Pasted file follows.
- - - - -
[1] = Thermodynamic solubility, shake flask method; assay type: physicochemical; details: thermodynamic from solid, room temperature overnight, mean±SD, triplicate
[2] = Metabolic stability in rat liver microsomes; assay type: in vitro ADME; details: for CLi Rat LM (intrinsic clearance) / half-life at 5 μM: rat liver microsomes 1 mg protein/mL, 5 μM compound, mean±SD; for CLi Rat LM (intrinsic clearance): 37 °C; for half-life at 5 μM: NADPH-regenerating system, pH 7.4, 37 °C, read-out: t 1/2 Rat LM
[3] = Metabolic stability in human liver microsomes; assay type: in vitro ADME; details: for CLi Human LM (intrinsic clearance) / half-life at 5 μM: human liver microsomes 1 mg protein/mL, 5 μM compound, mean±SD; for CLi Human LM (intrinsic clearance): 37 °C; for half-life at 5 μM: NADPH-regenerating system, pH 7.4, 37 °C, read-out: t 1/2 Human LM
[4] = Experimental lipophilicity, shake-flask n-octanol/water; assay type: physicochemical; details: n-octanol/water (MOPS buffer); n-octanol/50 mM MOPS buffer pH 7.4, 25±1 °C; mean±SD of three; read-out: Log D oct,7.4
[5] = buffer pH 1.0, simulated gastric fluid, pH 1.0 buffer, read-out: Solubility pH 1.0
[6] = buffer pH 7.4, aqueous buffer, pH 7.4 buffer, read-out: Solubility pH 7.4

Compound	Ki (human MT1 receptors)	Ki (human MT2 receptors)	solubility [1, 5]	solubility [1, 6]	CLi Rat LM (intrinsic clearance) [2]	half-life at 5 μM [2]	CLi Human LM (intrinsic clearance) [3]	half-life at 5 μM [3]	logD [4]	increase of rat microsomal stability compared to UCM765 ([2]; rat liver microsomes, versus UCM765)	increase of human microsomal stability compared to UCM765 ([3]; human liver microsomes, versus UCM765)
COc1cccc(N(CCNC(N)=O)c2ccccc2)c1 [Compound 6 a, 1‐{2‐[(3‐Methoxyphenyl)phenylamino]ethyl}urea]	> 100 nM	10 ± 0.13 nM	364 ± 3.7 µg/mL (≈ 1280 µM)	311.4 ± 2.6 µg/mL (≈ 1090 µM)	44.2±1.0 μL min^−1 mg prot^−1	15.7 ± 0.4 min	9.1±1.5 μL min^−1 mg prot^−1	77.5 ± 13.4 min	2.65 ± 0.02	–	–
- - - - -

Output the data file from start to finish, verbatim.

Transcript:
[1] = Thermodynamic solubility, shake flask method; assay type: physicochemical; details: thermodynamic from solid, room temperature overnight, mean±SD, triplicate
[2] = Metabolic stability in rat liver microsomes; assay type: in vitro ADME; details: for CLi Rat LM (intrinsic clearance) / half-life at 5 μM: rat liver microsomes 1 mg protein/mL, 5 μM compound, mean±SD; for CLi Rat LM (intrinsic clearance): 37 °C; for half-life at 5 μM: NADPH-regenerating system, pH 7.4, 37 °C, read-out: t 1/2 Rat LM
[3] = Metabolic stability in human liver microsomes; assay type: in vitro ADME; details: for CLi Human LM (intrinsic clearance) / half-life at 5 μM: human liver microsomes 1 mg protein/mL, 5 μM compound, mean±SD; for CLi Human LM (intrinsic clearance): 37 °C; for half-life at 5 μM: NADPH-regenerating system, pH 7.4, 37 °C, read-out: t 1/2 Human LM
[4] = Experimental lipophilicity, shake-flask n-octanol/water; assay type: physicochemical; details: n-octanol/water (MOPS buffer); n-octanol/50 mM MOPS buffer pH 7.4, 25±1 °C; mean±SD of three; read-out: Log D oct,7.4
[5] = buffer pH 1.0, simulated gastric fluid, pH 1.0 buffer, read-out: Solubility pH 1.0
[6] = buffer pH 7.4, aqueous buffer, pH 7.4 buffer, read-out: Solubility pH 7.4

Compound	Ki (human MT1 receptors)	Ki (human MT2 receptors)	solubility [1, 5]	solubility [1, 6]	CLi Rat LM (intrinsic clearance) [2]	half-life at 5 μM [2]	CLi Human LM (intrinsic clearance) [3]	half-life at 5 μM [3]	logD [4]	increase of rat microsomal stability compared to UCM765 ([2]; rat liver microsomes, versus UCM765)	increase of human microsomal stability compared to UCM765 ([3]; human liver microsomes, versus UCM765)
COc1cccc(N(CCNC(N)=O)c2ccccc2)c1 [Compound 6 a, 1‐{2‐[(3‐Methoxyphenyl)phenylamino]ethyl}urea]	> 100 nM	10 ± 0.13 nM	364 ± 3.7 µg/mL (≈ 1280 µM)	311.4 ± 2.6 µg/mL (≈ 1090 µM)	44.2±1.0 μL min^−1 mg prot^−1	15.7 ± 0.4 min	9.1±1.5 μL min^−1 mg prot^−1	77.5 ± 13.4 min	2.65 ± 0.02	–	–